Sha-la-la-la-la-la, Conserve For Today

A.D. Freudenheim – 12 March 2006

The Truth As I See It



I tend to think about the things I throw away. Partly, that’s a manifestation of my inner pack-rat – “Do I really want to get rid of that?” is a question I ask myself all too often – but increasingly, it reflects a concern with the impact of my garbage on the rest of the world. And once I started thinking about it, three details began to make their way slowly into my consciousness: how much we (humans) could do to recycle, but don’t; how little guidance or substantive discussion there is on what to do, or what the options are; and how little we are talking about the ethical implications of creating and using different products (except where it concerns automotive gasoline consumption or home heating oil, which are core American pocketbook issues).


That we live in a “disposable culture” is a cliché, if not a truism, but what we tend to mean by that phrase is something rather different than the real impact of those words; we think of this as referring to a society in which we just replace what has broken – say, a stereo or a cell phone – instead of fixing and reusing the old one. Without minimizing the problem of discarded electronics or other contraptions, there is a huge range of other items – such as the plastic containers from take-out food, the plastic bags used to store food we buy at the grocery store, or plastic or glass bottles – about which there is very little public discussion. Some of us probably make a concerted effort to reuse these things, thus extending their lifespan, however briefly; my suspicion is that most people do not bother, because it is just that: a bother, an effort. It takes a particular mindset to look at that yogurt container and envision a planter, or to skip using the thin plastic bags grocery stores provide when buying vegetables. Meanwhile, although many communities encourage recycling, not all household products are recyclable, and only 11 states currently have “bottle bills,” laws that (theoretically) provide a financial incentive for consumers to recycle their glass, plastic, and aluminum. Still, if questions about re-use and recycling are one area of concern, there is at least some awareness of the challenge, and most containers now carry little graphics reminding consumers to recycle or noting that they are made from recycled materials already.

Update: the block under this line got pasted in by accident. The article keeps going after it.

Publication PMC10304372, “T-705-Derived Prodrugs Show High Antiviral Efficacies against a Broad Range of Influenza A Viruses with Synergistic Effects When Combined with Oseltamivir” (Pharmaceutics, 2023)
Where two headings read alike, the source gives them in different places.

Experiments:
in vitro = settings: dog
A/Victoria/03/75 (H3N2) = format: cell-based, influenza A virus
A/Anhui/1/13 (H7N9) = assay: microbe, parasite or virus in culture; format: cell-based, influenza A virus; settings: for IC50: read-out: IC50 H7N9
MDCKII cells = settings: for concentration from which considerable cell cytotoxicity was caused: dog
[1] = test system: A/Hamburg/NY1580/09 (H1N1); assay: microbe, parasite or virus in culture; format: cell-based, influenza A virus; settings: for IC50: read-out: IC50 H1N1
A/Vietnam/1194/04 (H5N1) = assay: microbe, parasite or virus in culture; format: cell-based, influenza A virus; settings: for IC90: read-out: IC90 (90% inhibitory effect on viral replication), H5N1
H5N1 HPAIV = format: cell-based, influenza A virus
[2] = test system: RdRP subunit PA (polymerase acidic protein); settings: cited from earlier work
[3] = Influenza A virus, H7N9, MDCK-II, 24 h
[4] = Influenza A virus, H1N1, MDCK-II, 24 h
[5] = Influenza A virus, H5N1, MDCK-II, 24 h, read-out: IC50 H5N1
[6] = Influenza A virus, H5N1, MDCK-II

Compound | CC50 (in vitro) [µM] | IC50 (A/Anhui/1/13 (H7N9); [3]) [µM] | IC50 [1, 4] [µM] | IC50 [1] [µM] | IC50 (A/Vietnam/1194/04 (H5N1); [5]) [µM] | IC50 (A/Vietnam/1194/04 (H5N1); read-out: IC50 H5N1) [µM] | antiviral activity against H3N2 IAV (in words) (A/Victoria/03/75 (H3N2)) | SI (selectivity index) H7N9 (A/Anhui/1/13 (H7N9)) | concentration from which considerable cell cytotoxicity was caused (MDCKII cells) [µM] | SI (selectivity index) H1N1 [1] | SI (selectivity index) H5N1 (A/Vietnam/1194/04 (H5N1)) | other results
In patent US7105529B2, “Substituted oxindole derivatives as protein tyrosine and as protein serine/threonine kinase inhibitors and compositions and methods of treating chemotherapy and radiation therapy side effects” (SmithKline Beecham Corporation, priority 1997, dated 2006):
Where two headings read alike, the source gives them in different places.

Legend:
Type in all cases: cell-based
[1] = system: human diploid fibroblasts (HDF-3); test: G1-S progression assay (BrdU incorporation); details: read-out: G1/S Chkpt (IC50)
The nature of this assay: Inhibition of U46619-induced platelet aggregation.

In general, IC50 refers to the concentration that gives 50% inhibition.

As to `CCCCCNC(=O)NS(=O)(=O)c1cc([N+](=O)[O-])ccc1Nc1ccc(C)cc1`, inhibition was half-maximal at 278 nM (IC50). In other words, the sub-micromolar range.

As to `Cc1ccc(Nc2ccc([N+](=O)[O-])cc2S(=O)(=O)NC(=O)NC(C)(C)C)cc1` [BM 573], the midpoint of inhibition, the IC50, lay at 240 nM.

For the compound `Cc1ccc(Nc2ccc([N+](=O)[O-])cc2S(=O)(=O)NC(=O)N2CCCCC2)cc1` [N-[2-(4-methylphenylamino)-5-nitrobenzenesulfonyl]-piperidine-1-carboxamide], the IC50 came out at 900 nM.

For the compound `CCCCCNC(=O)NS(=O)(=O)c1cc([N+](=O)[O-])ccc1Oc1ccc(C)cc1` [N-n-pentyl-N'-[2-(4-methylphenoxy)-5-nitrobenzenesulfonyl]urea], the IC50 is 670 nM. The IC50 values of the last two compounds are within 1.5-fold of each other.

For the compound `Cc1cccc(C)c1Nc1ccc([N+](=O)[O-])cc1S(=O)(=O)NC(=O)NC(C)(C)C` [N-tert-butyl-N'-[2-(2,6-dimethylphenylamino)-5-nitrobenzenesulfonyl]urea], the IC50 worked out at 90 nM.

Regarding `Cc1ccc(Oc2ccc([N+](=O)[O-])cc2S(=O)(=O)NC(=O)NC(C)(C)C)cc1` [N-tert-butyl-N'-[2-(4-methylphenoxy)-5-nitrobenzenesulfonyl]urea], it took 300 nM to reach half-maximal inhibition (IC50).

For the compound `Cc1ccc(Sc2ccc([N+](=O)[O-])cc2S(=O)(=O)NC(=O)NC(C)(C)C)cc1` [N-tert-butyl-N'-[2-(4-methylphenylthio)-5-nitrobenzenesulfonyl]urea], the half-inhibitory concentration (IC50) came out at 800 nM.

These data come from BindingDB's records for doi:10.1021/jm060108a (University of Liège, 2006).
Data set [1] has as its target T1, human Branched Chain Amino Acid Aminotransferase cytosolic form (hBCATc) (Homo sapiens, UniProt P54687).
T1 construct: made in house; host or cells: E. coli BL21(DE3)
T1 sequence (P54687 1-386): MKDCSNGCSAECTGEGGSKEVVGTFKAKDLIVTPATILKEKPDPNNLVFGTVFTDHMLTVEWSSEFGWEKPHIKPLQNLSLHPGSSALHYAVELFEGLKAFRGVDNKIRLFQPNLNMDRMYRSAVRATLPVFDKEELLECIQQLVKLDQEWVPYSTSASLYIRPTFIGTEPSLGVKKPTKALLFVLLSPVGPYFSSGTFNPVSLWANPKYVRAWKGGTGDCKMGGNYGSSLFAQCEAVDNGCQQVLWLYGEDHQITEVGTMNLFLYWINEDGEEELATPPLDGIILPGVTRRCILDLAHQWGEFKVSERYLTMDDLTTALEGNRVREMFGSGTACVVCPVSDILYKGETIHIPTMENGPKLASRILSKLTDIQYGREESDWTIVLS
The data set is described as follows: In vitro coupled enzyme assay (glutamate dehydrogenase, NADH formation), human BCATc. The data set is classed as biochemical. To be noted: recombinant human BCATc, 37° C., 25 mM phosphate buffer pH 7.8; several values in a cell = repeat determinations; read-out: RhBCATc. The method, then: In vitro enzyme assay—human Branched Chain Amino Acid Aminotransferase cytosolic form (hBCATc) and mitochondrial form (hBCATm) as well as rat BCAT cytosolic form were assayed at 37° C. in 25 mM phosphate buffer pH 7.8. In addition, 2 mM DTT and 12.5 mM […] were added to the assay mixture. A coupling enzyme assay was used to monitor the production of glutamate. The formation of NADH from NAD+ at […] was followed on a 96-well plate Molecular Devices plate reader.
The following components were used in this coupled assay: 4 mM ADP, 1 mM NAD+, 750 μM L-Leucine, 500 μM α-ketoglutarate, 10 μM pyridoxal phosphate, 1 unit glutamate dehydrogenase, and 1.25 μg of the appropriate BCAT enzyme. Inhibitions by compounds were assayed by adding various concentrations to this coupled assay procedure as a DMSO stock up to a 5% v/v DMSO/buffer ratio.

But recycling household items is just one small part of the broader picture of the materials and energy we use on a daily basis. Every time I wash out some piece of plastic to reuse it, I wonder about the water I’m using: how much energy it takes to deliver it (heated) to my sink and the impact of using this water for this purpose. I assume that it is better for the world that I wash the container out and re-use it – that whatever the various costs of the water, they’re still lower than the ecological impact of plastic in the landfill. But just try finding any analysis that confirms that assumption! It is virtually impossible; it just is not part of our public dialog.


Then there’s the lost opportunity represented by the slightly-soapy water swirling down the drain: “gray water.” “Gray water” is the term for once-used waste water from sinks or showers or laundry machines, water that contains enough pollutants and bacteria that one wouldn’t want to drink it – but not so much that the water can’t be reused, like for watering one’s garden. Every now and again, an article will run in a newspaper about how some clever person hooked-up a tank in their garden to collect rainwater, or installed a siphon system in their household plumbing to capture and reuse gray water, but it is not as though these articles are common, and neither do the plumbing solutions seem to be readily available.


I think of the negative environmental impact of golf courses (e.g., lots of water, and fertilizer, used to maintain grass that provides little environmental benefit) and imagine those vast lawns being watered with the gray water “waste” from their surrounding communities. Recycling in action! Where I live in Manhattan, gardens may be rare, but one common sight from spring to fall is that of building superintendents using (fresh) water to hose off the sidewalk. What a perfect use for gray water! The only thing I can think of that makes more sense is to recycle it as toilet water. None of these idea have gained much ground, even though this kind of recycling could reduce our water consumption by more than one third.


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You Are Making A DifferenceTM

If every household in the U.S. replaced just one bottle if 28 oz. petroleum based dishwashing liquid with our 28 oz. vegetable based product, we could save 118,700 barrels of oil, enough to heat and cool 6,800 U.S. homes for a year.